A 12-foot Christmas tree, holiday treats and several dozen community members upstaged the peeling wallpaper and cracked walls.
The Friends of the Perry Hall Mansion, a nonprofit working to restore the historic structure, held a at the mansion Saturday evening.
Jeffrey Smith, president of the Friends organization, estimated that the event raised about $2,500 toward the . The event's food, decorations and activities were provided by volunteers, individual donors and businesses.
But beyond fundraising, Smith said the event was a unique opportunity for local residents to get better acquainted with the structure and its history. The mansion, constructed in the 1770s, remained under private ownership until it was purchased by Baltimore County in 2001. It has only rarely been opened to the public over the last decade.
"We hope there will be additional awareness in the community, because there are still folks who don't know about the mansion and its importance in Perry Hall," he said.
Attendees ranged from curious community members to some whose ancestors were former residents.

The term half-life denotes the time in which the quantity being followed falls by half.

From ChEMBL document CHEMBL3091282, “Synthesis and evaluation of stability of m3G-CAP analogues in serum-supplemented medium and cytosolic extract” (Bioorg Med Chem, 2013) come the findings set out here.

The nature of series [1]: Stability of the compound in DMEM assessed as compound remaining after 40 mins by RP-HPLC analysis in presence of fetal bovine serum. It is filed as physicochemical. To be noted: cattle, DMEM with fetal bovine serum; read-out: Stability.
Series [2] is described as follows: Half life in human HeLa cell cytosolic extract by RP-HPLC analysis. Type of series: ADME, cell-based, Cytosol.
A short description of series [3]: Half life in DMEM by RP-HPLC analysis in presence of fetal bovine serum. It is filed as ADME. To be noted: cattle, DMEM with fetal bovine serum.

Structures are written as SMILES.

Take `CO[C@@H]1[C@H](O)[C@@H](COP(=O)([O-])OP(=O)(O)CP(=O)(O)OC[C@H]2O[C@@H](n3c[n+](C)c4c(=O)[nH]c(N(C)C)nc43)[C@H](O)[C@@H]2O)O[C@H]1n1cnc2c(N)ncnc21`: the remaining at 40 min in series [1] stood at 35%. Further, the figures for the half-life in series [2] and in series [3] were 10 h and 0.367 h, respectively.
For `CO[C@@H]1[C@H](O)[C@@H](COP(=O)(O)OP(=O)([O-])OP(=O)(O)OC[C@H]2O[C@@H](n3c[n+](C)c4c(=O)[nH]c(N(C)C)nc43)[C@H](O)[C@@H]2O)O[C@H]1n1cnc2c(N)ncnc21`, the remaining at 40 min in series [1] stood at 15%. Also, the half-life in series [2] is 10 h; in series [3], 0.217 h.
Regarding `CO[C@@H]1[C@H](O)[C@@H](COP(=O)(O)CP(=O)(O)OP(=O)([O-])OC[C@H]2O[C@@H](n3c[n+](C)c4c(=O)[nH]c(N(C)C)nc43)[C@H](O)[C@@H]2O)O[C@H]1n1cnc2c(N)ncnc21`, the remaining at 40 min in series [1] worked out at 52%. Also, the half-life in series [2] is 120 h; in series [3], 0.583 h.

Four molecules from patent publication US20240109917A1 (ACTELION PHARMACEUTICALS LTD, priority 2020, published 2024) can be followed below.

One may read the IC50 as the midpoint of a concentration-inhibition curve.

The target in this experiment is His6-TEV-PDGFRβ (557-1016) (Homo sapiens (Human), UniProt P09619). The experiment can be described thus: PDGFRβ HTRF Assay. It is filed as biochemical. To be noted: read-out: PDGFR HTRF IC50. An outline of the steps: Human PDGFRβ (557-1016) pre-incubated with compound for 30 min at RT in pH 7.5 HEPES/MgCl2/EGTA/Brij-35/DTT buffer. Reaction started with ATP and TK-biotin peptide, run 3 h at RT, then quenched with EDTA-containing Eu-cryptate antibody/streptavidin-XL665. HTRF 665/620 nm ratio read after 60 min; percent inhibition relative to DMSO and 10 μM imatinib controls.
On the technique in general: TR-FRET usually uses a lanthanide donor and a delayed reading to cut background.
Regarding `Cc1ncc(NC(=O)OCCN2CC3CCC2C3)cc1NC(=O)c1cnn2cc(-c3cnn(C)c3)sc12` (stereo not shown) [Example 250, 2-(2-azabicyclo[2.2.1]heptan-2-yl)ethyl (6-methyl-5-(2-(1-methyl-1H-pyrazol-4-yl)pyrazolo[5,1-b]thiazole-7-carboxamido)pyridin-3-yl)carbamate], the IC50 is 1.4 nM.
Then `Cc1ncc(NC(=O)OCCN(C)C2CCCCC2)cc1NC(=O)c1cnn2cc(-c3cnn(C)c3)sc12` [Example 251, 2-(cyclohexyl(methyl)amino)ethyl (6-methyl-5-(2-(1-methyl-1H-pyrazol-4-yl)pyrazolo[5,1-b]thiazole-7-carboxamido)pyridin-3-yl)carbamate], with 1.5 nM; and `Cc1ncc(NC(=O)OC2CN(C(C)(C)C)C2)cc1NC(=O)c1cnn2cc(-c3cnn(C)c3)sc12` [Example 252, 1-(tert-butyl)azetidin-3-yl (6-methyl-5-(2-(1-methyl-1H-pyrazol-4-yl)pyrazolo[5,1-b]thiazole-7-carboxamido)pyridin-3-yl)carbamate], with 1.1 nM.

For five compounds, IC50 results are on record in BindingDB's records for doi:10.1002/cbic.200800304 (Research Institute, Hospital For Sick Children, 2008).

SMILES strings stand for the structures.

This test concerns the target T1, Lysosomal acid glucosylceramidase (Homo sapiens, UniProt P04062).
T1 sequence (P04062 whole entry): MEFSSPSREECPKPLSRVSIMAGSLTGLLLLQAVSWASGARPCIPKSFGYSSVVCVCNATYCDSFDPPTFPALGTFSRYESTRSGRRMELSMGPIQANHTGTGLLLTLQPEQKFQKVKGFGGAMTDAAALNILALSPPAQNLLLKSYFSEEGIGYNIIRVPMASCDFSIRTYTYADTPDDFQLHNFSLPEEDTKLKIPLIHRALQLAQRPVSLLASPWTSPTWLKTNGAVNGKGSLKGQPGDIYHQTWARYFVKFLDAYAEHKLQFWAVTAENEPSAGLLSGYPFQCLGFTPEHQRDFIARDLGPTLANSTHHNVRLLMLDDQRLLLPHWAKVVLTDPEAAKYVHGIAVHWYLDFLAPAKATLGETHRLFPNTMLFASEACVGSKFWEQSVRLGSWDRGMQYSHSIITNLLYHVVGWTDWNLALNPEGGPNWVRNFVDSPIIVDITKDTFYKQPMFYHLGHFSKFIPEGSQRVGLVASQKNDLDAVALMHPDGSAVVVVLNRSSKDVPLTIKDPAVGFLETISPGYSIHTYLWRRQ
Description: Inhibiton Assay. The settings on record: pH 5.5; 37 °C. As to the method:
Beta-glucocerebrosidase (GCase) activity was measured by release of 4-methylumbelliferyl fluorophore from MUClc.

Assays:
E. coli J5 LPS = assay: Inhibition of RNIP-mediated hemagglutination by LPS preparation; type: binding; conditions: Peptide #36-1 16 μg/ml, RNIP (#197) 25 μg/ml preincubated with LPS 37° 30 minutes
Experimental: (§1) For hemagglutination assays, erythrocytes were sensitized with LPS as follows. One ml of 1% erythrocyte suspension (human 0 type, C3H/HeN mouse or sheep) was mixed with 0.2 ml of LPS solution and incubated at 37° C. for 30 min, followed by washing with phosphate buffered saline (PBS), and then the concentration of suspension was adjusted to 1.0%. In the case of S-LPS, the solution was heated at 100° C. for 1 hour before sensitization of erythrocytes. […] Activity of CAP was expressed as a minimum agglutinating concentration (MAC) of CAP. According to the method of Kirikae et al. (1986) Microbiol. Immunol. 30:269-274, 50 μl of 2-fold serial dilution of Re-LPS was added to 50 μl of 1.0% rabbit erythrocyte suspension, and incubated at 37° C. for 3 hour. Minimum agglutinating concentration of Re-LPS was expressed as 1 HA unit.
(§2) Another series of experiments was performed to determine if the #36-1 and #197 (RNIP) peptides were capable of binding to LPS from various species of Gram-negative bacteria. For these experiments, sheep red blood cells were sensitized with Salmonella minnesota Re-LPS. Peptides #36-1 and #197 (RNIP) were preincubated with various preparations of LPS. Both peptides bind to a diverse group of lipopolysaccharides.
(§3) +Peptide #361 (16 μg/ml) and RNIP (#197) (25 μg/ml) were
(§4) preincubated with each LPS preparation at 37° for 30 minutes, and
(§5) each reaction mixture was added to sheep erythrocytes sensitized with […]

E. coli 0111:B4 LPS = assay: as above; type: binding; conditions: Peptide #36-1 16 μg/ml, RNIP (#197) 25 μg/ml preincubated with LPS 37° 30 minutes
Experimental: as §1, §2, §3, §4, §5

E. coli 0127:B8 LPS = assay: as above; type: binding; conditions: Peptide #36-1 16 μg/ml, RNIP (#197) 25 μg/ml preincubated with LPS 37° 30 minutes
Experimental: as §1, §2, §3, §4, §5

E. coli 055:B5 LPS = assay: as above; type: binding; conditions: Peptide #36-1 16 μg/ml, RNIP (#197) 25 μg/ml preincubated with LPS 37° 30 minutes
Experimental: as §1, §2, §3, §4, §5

"I had seen the outside and driven by it a couple of times, but never been inside. ... It's incredible. It really is a wonderful, historic place," said John Owen, whose family performed Christmas carols during the event.
Shirley Wales, a member of the , said she was excited to enter the mansion after contributing to a to the Friends.
"They've done an excellent job of fixing it up with the little bit of money that they have. I'm really impressed," Wales said.
Members of the Kief family in attendance, however, already had an intimate knowledge of the mansion.
"I grew up hearing stories about the mansion from my grandmother, who was born here," said Sean Kief, a member of the Friends board, whose family owned the mansion between 1888 and 1915. "Any opportunity I have to come here, I jump on it. It just brings back so many memories."
"It's sad to see what it looks like, but we're hopeful about what it could look like again," said his mother Dale Kief. "There are a lot of volunteers and a lot of people interested in preserving this."
Members of the Friends board are currently working with to secure a with Baltimore County that would allow for a more proactive approach toward the mansion's restoration, Smith said.
"We're hoping that moving into 2012, we'll be able to work out a lease agreement to gain direct operational control of the building, and then we'll be able to deal with some of the cosmetic work," he said. "Hopefully, by 2012, we'll be able to make it pretty as it was back in the 1770s."
Did you attend the event? Load your photos to the gallery.
Would you like to see the mansion opened up to the general public more often? Tell us in the comments.